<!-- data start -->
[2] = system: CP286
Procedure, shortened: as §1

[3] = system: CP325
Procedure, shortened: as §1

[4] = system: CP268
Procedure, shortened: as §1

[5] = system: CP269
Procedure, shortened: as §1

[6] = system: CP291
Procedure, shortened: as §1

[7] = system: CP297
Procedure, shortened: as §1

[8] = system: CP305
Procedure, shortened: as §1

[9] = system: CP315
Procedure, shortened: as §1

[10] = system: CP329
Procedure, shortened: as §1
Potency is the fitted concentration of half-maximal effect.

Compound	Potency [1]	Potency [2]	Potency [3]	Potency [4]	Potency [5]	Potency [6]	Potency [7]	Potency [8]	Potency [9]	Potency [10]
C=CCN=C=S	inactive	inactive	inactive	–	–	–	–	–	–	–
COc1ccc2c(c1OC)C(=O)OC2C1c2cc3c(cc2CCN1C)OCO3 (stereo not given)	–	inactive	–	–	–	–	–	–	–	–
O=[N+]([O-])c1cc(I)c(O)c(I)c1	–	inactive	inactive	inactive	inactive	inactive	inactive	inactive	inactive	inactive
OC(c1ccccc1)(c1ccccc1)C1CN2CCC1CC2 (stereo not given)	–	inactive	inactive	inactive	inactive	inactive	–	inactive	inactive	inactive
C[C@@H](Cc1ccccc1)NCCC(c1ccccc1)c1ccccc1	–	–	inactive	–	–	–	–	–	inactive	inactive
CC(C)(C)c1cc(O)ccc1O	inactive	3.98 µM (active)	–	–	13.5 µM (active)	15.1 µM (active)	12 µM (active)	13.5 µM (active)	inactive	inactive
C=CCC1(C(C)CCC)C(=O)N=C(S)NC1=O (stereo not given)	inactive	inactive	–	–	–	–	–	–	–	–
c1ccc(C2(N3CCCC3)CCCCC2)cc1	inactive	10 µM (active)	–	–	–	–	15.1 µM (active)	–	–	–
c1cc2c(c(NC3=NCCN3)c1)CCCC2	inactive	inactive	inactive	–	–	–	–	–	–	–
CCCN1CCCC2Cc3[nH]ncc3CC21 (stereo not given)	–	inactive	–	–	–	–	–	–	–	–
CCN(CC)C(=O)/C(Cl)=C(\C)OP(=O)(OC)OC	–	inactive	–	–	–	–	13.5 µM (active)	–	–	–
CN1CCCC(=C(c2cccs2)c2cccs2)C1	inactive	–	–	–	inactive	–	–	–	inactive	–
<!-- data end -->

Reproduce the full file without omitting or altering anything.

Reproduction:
[2] = system: CP286
Procedure, shortened: as §1

[3] = system: CP325
Procedure, shortened: as §1

[4] = system: CP268
Procedure, shortened: as §1

[5] = system: CP269
Procedure, shortened: as §1

[6] = system: CP291
Procedure, shortened: as §1

[7] = system: CP297
Procedure, shortened: as §1

[8] = system: CP305
Procedure, shortened: as §1

[9] = system: CP315
Procedure, shortened: as §1

[10] = system: CP329
Procedure, shortened: as §1
Potency is the fitted concentration of half-maximal effect.

Compound	Potency [1]	Potency [2]	Potency [3]	Potency [4]	Potency [5]	Potency [6]	Potency [7]	Potency [8]	Potency [9]	Potency [10]
C=CCN=C=S	inactive	inactive	inactive	–	–	–	–	–	–	–
COc1ccc2c(c1OC)C(=O)OC2C1c2cc3c(cc2CCN1C)OCO3 (stereo not given)	–	inactive	–	–	–	–	–	–	–	–
O=[N+]([O-])c1cc(I)c(O)c(I)c1	–	inactive	inactive	inactive	inactive	inactive	inactive	inactive	inactive	inactive
OC(c1ccccc1)(c1ccccc1)C1CN2CCC1CC2 (stereo not given)	–	inactive	inactive	inactive	inactive	inactive	–	inactive	inactive	inactive
C[C@@H](Cc1ccccc1)NCCC(c1ccccc1)c1ccccc1	–	–	inactive	–	–	–	–	–	inactive	inactive
CC(C)(C)c1cc(O)ccc1O	inactive	3.98 µM (active)	–	–	13.5 µM (active)	15.1 µM (active)	12 µM (active)	13.5 µM (active)	inactive	inactive
C=CCC1(C(C)CCC)C(=O)N=C(S)NC1=O (stereo not given)	inactive	inactive	–	–	–	–	–	–	–	–
c1ccc(C2(N3CCCC3)CCCCC2)cc1	inactive	10 µM (active)	–	–	–	–	15.1 µM (active)	–	–	–
c1cc2c(c(NC3=NCCN3)c1)CCCC2	inactive	inactive	inactive	–	–	–	–	–	–	–
CCCN1CCCC2Cc3[nH]ncc3CC21 (stereo not given)	–	inactive	–	–	–	–	–	–	–	–
CCN(CC)C(=O)/C(Cl)=C(\C)OP(=O)(OC)OC	–	inactive	–	–	–	–	13.5 µM (active)	–	–	–
CN1CCCC(=C(c2cccs2)c2cccs2)C1	inactive	–	–	–	inactive	–	–	–	inactive	–